In this article (Clin Cancer Res 2005;11:2111–22), which was published in the March 15, 2005, issue of Clinical Cancer Research (1), several images in Figs. 2A, 3A, and 4A were inadvertently duplicated by the authors. The authors repeated the experiments represented in the abovementioned figures. Western blot studies in endocrine sensitive and insensitive breast cancer cells confirmed an upregulation of the transcription factors Ets-1 and Ets-2 and the coactivator SRC-1 in response to treatment with EGF. In addition, immunoprecipitation studies confirmed interactions between Ets-1 and SRC-1, as well as N-CoR and interactions between Ets-2 and N-CoR. The authors claim that these experiments confirm the results presented in the original article. The corrected versions of Figs. 2A, 3A, and 4A are below. The authors regret this error.

Figure 2.

Western blot analysis of Ets-1 and Ets-2 protein levels in breast cancer cells. Illustrative blots of breast cancer cells. Responder (endocrine sensitive MCF7) and Non Responder (endocrine insensitive SKBR3 cells) response to stimulation (Stim) with EGF (10 ng/mL) for 24 hours. Immunoblot carried out using rabbit anti-human Ets-1 (1 μg/mL) or rabbit anti-human Ets-2 (1 μg/mL) followed by corresponding horseradish peroxidase (1:2,000).

Note: The original work used primary breast cancer cultures and was carried out in 2002–2004, when surgical practices were different and wide local excision of primary tumors was common, which enabled collection of sufficient material to conduct functional molecular studies. Patients now undergo routine screening and present with smaller tumors. This, in combination with breast conserving surgery, means that primary tumor material is no longer available to undertake these studies. The cell lines used here provide a similar model of patients who respond (MCF7, endocrine sensitive) or not (SKBR3, endocrine insensitive) to therapy. These studies faithfully represent the original findings in the patient primary cells.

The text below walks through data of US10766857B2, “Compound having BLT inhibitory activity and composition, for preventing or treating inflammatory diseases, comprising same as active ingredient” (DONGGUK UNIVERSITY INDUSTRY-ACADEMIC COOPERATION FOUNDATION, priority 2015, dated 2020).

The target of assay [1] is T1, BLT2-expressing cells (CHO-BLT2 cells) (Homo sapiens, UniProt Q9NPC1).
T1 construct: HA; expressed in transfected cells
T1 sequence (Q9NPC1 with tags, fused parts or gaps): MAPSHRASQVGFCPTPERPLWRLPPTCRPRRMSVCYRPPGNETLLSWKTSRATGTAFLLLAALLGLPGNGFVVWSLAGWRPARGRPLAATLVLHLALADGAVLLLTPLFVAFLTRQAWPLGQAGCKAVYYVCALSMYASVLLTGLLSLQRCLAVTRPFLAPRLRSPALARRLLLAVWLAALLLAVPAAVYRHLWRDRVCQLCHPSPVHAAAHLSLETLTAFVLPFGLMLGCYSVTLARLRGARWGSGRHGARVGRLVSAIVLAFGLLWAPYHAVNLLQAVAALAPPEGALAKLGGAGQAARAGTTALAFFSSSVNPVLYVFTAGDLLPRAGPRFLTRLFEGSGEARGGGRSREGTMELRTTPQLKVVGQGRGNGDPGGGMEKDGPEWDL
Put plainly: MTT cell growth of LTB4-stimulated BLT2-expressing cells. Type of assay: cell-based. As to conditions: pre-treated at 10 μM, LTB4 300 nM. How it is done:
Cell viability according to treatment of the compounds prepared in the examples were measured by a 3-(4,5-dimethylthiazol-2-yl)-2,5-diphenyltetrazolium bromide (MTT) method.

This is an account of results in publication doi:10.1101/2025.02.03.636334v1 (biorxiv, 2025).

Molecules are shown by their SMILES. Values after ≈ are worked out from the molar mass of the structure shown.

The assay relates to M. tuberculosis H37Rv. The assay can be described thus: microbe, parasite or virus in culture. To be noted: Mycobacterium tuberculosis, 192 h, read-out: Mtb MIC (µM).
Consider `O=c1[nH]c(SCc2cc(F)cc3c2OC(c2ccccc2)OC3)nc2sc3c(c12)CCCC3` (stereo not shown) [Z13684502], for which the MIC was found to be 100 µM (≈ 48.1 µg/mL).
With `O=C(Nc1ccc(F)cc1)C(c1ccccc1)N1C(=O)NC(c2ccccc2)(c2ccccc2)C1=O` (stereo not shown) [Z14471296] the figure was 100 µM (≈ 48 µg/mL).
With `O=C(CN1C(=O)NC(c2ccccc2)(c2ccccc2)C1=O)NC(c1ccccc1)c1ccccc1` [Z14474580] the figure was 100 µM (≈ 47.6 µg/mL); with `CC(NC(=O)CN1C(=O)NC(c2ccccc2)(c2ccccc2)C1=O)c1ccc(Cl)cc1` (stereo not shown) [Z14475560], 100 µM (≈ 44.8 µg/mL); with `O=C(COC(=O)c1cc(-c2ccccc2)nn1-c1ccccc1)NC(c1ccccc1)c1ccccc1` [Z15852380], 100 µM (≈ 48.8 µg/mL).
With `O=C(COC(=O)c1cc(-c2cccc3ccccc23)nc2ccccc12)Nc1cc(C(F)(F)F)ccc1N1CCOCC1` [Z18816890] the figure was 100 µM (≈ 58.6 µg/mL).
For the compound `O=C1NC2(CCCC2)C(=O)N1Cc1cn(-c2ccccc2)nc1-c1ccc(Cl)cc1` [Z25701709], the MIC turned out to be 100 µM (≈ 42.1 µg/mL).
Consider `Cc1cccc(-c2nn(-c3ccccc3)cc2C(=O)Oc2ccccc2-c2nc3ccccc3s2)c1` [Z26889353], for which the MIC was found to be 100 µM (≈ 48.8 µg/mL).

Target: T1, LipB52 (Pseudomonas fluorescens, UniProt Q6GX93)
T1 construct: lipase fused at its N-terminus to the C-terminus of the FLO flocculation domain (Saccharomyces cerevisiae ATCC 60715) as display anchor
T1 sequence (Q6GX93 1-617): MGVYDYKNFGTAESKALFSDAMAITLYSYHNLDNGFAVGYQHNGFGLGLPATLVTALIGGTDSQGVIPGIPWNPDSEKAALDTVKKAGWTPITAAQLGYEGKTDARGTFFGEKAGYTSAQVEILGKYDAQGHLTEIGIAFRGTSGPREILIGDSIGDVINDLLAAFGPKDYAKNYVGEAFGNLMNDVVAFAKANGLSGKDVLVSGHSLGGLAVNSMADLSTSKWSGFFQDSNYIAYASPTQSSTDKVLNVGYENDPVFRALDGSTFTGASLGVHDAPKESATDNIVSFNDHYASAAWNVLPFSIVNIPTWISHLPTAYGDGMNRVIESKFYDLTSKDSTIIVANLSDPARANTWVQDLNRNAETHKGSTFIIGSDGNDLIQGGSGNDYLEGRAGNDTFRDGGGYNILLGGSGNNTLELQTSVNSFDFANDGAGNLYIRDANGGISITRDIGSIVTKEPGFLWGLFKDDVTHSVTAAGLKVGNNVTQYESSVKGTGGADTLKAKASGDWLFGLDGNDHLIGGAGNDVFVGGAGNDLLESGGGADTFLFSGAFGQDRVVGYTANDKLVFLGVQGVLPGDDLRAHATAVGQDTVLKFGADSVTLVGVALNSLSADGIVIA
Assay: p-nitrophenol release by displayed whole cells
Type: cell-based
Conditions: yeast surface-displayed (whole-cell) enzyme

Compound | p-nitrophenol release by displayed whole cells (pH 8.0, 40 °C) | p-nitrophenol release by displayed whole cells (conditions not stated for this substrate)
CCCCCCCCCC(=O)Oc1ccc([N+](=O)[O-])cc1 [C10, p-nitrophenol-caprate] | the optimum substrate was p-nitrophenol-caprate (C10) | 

Figure 2.

Western blot analysis of Ets-1 and Ets-2 protein levels in breast cancer cells. Illustrative blots of breast cancer cells. Responder (endocrine sensitive MCF7) and Non Responder (endocrine insensitive SKBR3 cells) response to stimulation (Stim) with EGF (10 ng/mL) for 24 hours. Immunoblot carried out using rabbit anti-human Ets-1 (1 μg/mL) or rabbit anti-human Ets-2 (1 μg/mL) followed by corresponding horseradish peroxidase (1:2,000).

Note: The original work used primary breast cancer cultures and was carried out in 2002–2004, when surgical practices were different and wide local excision of primary tumors was common, which enabled collection of sufficient material to conduct functional molecular studies. Patients now undergo routine screening and present with smaller tumors. This, in combination with breast conserving surgery, means that primary tumor material is no longer available to undertake these studies. The cell lines used here provide a similar model of patients who respond (MCF7, endocrine sensitive) or not (SKBR3, endocrine insensitive) to therapy. These studies faithfully represent the original findings in the patient primary cells.

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Figure 3.

Western blot analysis of SRC-1 protein levels in breast cancer cells. Illustrative blots of breast cancer cells Responder (endocrine sensitive MCF7) and Non Responder (endocrine insensitive SKBR3 cells) response to stimulation (Stim) with EGF (10 ng/mL) for 24 hours. Immunoblot carried out using rabbit anti-human SRc-1 (2 μg/mL) followed by corresponding horseradish peroxidase (1:2,000).